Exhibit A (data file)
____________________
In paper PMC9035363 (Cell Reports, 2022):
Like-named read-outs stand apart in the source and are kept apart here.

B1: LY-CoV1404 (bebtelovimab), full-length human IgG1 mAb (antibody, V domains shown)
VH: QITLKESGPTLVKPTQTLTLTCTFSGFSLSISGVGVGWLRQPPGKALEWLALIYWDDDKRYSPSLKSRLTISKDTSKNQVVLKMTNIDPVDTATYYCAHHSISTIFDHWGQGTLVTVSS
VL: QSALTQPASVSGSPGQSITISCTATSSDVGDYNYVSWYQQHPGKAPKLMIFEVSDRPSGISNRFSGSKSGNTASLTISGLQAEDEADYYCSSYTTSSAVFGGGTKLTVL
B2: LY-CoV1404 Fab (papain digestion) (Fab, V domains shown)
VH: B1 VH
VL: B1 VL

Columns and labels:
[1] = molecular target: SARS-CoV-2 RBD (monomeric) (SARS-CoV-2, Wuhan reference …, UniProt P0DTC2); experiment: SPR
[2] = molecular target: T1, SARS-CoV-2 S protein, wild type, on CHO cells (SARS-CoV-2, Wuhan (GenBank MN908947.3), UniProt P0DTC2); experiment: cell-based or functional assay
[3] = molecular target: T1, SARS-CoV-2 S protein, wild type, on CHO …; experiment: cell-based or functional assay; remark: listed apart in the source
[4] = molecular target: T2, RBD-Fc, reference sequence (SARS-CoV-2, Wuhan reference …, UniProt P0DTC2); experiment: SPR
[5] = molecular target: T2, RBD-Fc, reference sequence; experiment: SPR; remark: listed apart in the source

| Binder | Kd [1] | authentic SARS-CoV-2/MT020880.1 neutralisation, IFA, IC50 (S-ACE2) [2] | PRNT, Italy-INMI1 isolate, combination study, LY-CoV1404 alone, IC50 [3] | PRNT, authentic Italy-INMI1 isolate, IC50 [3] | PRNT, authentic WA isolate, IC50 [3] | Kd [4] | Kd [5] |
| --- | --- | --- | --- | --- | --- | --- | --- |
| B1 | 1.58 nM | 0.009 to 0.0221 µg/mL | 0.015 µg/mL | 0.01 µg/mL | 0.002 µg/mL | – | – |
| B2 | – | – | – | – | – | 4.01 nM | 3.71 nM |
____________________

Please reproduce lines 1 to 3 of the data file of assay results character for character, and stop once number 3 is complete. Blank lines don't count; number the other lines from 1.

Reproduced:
In paper PMC9035363 (Cell Reports, 2022):
Like-named read-outs stand apart in the source and are kept apart here.

B1: LY-CoV1404 (bebtelovimab), full-length human IgG1 mAb (antibody, V domains shown)